“The recovery of big game species is one of America’s wildlife conservation success stories, made possible in large part by sustained investment by generations of sportsmen,” said Dr. Doug Inkley, senior scientist at the National Wildlife Federation “But today, a changing climate threatens to rewrite that success story.”
“Wildfire, floods and extreme weather events like heat waves, droughts and heavy rainfall, are becoming more frequent and more severe,” the NWF says. “Unprecedented changes in habitat are having far-reaching consequences for big game and for sportsmen and women, affecting, for example, the timing of hunting seasons and the distribution and survival of animals.”
“We’re already seeing changes where we hunt big game – reduced snowpack, dying forests, shifting migration patterns,” said Todd Tanner, founder and chairman of Conservation Hawks. “We have to let our elected officials know that we need solutions and we need them now. We’re running out of time.”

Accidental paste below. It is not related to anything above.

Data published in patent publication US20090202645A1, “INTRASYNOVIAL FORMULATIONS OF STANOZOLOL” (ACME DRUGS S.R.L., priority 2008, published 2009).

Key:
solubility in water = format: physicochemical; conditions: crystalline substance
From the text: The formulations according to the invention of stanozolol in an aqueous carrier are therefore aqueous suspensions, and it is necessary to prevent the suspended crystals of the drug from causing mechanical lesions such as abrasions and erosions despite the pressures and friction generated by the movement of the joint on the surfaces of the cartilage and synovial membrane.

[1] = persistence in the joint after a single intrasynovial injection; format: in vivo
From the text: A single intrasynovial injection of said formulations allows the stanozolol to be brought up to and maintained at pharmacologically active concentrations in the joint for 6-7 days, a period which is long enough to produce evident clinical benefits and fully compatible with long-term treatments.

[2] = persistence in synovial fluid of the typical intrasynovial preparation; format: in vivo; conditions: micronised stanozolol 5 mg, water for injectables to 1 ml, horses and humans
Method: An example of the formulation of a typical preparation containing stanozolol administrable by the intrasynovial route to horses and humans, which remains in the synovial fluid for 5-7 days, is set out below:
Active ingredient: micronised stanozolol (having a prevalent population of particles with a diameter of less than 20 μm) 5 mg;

Climate change is causing heat stress, parasites and disease, and alteration of ecosystems on which wildlife depend.
Moose across the country become heat-stressed if temperatures climb above 70 degrees, resulting in declining pregnancy rates and increased vulnerability to predators and disease.
Warmer fall and winter temperatures have kept black bears more active than usual during their normal hibernation period, pushing fat stores to the limit.
Droughts have reduced aspen forests in the west, a favorite elk habitat and are altering sagebrush and grassland ecosystems, favored pronghorn habitats. And white-tailed deer are susceptible to hemorrhagic disease caused by viruses transmitted by biting midges.
The NWF is calling on decision makers to address the underlying cause of these problems and “cut carbon pollution 50 percent by 2030.”